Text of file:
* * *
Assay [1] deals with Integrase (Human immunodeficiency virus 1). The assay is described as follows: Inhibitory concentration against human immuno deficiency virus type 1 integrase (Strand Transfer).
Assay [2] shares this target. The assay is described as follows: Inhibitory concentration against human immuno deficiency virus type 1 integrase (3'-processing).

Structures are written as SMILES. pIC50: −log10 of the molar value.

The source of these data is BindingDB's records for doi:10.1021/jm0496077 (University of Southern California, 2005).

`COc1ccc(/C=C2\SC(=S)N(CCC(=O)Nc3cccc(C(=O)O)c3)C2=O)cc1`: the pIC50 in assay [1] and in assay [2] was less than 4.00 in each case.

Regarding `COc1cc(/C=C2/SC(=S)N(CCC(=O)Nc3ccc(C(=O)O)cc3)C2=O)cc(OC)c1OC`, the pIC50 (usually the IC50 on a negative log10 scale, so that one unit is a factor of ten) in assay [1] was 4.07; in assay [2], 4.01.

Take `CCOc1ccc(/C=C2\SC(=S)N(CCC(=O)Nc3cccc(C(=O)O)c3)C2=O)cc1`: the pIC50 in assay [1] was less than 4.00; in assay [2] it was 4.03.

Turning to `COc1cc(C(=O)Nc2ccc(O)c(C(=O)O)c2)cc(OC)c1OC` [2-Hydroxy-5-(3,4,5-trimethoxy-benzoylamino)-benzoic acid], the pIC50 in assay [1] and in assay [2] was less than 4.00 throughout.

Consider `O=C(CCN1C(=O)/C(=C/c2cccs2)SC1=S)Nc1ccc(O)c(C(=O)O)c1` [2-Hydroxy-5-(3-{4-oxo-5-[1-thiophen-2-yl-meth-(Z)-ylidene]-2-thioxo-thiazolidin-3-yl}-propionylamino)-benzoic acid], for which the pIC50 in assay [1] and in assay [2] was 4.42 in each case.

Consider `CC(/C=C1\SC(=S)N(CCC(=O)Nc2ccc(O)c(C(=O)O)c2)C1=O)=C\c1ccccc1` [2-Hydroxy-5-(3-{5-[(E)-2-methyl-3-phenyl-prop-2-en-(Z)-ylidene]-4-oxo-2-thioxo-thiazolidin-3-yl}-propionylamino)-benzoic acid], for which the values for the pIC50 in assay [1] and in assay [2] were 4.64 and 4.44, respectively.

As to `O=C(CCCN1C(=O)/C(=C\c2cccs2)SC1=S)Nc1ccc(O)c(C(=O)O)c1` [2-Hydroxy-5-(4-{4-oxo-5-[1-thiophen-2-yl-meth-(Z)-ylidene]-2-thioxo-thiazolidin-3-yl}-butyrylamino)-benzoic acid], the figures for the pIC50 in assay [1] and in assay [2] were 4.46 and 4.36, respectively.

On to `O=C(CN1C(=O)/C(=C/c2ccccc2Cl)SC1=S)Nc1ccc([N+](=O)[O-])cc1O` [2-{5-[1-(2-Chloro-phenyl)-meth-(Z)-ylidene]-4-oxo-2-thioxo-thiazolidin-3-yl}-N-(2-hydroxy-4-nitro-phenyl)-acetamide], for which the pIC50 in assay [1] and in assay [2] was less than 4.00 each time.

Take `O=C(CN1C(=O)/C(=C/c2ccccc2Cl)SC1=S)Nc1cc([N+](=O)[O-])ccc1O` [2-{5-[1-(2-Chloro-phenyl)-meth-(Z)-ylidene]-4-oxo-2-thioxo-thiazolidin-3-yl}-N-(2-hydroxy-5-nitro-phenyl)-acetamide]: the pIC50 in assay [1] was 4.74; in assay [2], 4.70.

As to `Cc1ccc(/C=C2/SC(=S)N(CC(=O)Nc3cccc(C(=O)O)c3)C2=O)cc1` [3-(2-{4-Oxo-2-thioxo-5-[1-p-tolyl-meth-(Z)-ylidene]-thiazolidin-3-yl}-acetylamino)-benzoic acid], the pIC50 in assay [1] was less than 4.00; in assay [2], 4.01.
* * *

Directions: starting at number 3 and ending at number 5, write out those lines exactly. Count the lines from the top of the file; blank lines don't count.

Structures are written as SMILES. pIC50: −log10 of the molar value.

The source of these data is BindingDB's records for doi:10.1021/jm0496077 (University of Southern California, 2005).

`COc1ccc(/C=C2\SC(=S)N(CCC(=O)Nc3cccc(C(=O)O)c3)C2=O)cc1`: the pIC50 in assay [1] and in assay [2] was less than 4.00 in each case.